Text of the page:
Story and art by Stjepan Sejic
Top Cow Productions / Image Comics
Volume 2: April 29, 2015; Volume 3: September 19, 2015
My question when I hit the third volume of any graphic novel series is: will this be the last one I read? The first volume is an introduction and plot teaser; the second volume deepens the plot and starts character development; the third volume is where numerous titles have lost me. This is where you find out just how interesting the plot and characters really are—or aren’t. Fly or flop, baby, we’re gonna find out right here, right now.
Sunstone? Here’s the short answer: I’ll definitely be picking up volume 4. In fact, volume 3 drops this month. Go get it, then join me in chomping at the bit as we wait for the next volume. (Pun intended; you’ll get it if you read volume 3.)
As for how to describe Stjepan Sejic’s BDSM series, I highly suggest you read my colleague Wendy Browne’s “Put Down Grey and Read Sunstone Instead.” In her review, Wendy discusses the touchstones of Sejic’s very human series: trust and consent with a good dose of nerdy humor. (By the way, if you’re new to that acronym, click here for a text-only primer.)
To summarize briefly, Lisa and Ally are both searching for someone to scratch their BDSM itch. After getting to know one another online, they agree to meet in person to find out if they would be good sexual partners for one another. Neither anticipates that the relationship will be anything more than that, although they’re both lonely in their own ways. When the spark between them refuses to dim, they must each wrestle with their hearts—are they ready for more? Do they want more? Is gaining love worth the possibility of losing a close friend and sexual partner?
After reading volumes 2 and 3 of Sunstone, I have another word to describe it: honest. Awkwardly, humorously, embarrassingly, endearingly honest.
Here’s the thing about humans: there’s so much more to us than is deemed socially acceptable. We usually don’t talk about bodily functions—sexual or otherwise. We usually don’t talk about feelings. We usually don’t talk about what we really want. But in BDSM, that’s exactly what consenting partners need to do: talk about sex, talk about feelings, and talk about what they really, really want.
Hey, wait a minute here. That sounds like pretty solid relationship advice, period, no matter who you are or what kind of relationship you’re in. Ahh, there we go. That’s it precisely: Sunstone is a romance set against the backdrop of BDSM.
[pullquote]“The way I see it, there is a burden of societally programmed guilt many of us feel about our sexuality. Some of us live with it, others shake it off … Me? I use that shit to fuel my orgasms!” —Lisa[/pullquote]It’s also an exploration of self-identity and self-acceptance. Self-love, even (in many senses of that term!). In volume 1, we learn that both Ally and Lisa have known about their sexual preferences for, respectively, domination and submission for many years. In volumes 2 and 3, we meet other characters who are new to BDSM. As one of these characters, Anne, watches her best friend Cassie experiment; she wrestles with disgust, curiosity, and maybe even a hint of jealousy.
In a similar vein, Ally and Lisa wrestle with the fact that they’re both falling in love—with a woman. Does this mean they’re lesbians? Is that now part of their identities? For each of them, engaging in BDSM with a woman did not necessarily indicate emotional attachment; and now, they’re both suddenly and unexpectedly wrestling with their identities. Wait, you say, that’s confusing! How can you separate sex from sexual orientation? To which I say: sexual orientation isn’t always straightforward, folks, and we all have ways to surprise ourselves.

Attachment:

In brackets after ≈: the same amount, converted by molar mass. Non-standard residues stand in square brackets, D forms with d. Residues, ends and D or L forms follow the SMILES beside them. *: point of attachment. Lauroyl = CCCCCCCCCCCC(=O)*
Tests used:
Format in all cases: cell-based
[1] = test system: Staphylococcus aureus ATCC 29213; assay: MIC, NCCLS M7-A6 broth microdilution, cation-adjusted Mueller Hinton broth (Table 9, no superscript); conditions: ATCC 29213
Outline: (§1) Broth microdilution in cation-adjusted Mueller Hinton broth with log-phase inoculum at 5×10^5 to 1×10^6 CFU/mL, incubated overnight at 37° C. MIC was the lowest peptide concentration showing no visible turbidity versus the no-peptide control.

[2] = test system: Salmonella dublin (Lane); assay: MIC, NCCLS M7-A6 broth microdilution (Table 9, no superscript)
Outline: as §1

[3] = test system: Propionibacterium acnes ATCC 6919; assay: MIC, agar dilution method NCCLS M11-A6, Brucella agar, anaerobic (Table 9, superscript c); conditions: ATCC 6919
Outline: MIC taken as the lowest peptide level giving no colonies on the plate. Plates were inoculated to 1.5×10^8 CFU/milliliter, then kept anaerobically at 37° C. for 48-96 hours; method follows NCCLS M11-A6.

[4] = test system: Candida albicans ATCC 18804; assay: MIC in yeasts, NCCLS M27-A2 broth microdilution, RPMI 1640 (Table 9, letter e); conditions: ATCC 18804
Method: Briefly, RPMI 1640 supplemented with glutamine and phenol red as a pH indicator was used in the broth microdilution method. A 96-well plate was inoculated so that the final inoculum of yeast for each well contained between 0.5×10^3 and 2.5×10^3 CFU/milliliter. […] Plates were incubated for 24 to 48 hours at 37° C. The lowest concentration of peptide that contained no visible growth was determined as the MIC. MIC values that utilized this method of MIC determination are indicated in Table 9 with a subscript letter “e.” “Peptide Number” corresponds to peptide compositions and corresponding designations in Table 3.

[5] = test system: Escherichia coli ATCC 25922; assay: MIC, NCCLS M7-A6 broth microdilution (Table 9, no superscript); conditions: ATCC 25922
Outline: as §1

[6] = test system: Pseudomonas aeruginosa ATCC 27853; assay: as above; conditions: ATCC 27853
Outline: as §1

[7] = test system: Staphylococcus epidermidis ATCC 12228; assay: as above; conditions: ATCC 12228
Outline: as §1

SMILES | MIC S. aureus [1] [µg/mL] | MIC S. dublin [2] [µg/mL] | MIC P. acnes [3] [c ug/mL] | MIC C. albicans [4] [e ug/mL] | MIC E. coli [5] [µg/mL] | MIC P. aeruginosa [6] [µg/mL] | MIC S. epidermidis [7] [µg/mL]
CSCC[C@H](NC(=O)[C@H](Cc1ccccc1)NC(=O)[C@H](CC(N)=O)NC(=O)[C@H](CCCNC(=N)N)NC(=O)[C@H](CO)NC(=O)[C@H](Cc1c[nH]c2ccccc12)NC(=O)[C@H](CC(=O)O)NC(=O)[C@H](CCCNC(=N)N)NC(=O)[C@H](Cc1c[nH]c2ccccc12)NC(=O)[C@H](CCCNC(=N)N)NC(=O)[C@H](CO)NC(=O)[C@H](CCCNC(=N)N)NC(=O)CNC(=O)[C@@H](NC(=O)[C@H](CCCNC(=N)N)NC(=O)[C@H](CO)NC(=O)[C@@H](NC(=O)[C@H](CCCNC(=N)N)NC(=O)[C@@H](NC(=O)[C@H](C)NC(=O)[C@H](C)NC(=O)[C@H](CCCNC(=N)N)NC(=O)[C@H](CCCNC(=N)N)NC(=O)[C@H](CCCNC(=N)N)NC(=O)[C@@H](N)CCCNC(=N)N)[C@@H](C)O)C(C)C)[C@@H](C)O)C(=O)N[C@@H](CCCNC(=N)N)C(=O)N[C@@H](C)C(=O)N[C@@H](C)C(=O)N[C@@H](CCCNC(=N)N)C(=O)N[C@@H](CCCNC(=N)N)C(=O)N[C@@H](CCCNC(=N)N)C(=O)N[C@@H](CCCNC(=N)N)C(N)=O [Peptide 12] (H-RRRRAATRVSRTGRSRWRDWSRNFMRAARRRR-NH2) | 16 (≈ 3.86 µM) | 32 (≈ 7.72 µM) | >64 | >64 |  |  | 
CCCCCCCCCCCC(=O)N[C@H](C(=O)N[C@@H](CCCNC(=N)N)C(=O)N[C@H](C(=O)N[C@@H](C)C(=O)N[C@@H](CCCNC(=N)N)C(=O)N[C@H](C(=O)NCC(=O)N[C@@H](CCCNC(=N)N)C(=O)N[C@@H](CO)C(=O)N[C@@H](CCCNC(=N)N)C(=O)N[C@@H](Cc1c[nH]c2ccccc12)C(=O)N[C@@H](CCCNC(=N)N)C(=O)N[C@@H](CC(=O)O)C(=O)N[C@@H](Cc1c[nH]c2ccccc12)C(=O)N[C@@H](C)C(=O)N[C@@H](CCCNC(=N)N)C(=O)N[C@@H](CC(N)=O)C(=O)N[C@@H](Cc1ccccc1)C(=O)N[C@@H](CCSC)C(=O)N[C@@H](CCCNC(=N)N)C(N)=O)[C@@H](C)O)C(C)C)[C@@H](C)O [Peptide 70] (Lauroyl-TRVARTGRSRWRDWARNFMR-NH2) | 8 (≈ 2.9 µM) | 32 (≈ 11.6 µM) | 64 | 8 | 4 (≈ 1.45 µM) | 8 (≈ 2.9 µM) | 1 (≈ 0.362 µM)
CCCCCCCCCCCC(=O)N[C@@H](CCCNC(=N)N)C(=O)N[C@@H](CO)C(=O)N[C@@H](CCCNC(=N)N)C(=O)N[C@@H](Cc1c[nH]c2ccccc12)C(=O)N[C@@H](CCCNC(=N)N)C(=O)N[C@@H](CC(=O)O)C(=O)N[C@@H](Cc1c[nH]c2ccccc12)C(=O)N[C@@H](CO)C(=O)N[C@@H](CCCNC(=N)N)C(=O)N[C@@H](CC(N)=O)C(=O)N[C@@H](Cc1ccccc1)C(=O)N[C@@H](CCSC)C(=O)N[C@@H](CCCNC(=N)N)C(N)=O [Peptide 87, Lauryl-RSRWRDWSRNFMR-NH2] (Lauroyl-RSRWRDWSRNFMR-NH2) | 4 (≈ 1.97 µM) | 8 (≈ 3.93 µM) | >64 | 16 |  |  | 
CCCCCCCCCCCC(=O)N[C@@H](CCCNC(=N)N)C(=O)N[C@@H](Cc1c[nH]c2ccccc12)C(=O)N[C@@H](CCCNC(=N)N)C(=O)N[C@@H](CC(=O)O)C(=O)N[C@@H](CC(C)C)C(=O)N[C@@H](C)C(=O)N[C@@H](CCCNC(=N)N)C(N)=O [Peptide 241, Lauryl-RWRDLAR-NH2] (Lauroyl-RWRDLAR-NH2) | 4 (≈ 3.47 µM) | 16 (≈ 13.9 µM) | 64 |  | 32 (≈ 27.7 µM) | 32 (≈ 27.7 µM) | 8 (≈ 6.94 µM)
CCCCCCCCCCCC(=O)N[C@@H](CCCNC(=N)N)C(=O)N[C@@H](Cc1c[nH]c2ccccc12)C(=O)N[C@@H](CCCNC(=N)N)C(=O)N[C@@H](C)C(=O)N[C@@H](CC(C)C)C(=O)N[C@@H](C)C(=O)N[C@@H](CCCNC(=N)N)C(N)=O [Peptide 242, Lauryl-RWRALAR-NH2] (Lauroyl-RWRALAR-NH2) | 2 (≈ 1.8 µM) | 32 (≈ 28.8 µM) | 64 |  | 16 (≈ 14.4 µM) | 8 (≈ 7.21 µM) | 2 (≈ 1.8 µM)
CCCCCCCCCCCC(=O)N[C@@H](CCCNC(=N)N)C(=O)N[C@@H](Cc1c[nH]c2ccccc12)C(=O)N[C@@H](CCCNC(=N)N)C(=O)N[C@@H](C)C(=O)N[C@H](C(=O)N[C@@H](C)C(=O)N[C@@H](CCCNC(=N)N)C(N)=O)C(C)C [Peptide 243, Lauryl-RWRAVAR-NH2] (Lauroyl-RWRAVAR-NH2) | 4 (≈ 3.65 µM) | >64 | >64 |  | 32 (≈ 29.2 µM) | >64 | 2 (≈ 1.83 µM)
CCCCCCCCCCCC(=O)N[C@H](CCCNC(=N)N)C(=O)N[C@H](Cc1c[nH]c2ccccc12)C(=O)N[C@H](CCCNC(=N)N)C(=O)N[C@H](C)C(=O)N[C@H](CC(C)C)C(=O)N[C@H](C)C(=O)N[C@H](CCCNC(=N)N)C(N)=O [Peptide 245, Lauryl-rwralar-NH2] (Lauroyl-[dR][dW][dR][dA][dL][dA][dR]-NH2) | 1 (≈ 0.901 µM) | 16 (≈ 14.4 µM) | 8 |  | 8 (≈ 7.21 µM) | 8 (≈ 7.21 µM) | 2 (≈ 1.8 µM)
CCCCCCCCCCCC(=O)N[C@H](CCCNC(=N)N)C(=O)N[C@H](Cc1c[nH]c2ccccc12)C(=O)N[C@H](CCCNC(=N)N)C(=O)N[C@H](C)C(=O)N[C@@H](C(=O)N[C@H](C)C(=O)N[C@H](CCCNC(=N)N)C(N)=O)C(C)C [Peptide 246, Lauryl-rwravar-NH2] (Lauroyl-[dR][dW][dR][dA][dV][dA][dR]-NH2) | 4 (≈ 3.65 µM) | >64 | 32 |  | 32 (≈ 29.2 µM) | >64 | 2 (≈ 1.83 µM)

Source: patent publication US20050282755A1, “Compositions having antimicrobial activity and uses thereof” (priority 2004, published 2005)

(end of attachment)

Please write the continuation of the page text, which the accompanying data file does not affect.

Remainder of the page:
Sejic’s sleek, sexy art complements the story quite well—which is no surprise, really! The story wasn’t a story to begin with; after all, it was a series of pin-ups that Sejic executed to work his way through a creative block. And then the subjects of the pin-ups became characters in their own right, and eventually Sejic had a full-blown relationship story on his hands. As far as style goes, the comic retains that pin-up feel: bold gazes, dynamic poses, rich colors, and risque costuming. It’s luscious, to put it simply. Sejic’s linework is fast and rather sketchy, but that’s not a critique. If I were to pick on anything, it’s that I would really like to see more body and facial types in this comic. With a few exceptions, there’s a clear style to the characters: sharp lips, shadowed eyes, strong chins and noses. This doesn’t get in the way of my enjoyment of the comic; I’d just love to see Sejic illustrate many different kinds of sexy bodies with bondage. I know he can do it!
Sejic weaves together the stories of surprisingly complex characters throughout this little romance called Sunstone. He doesn’t shame his readers, but he does educate them. Sejic pokes and prods at the judgments and assumptions we all make about one another, steadily undermining preconceived notions and expectations in ways that are honest but also gentle. Also: Sejic is a nerd, and all of the cute, sweet, nerdy role-playing jokes are just adorable.
So yes, I’d like everyone to read Sunstone please. Like romance? Read Sunstone. Like sex? Read Sunstone. Don’t know much about BDSM? Read Sunstone. Tried Fifty Shades of Grey and loved it? Read Sunstone. Tried Fifty Shades of Grey and hated it? Read Sunstone. Think kink and homosexuality degrade humanity and cause society to fail? Read Sunstone.
Want to read Sunstone? You should! And hey, lookit that. Here’s a free (slightly NSFW) preview of volume 3 for you! Read Sunstone.
(Just FYI, the review was written prior to receipt of the preview—but hey, a bonus!)
Editors note: a link originally included in this article was removed because it erroneously linked to a different artist’s work.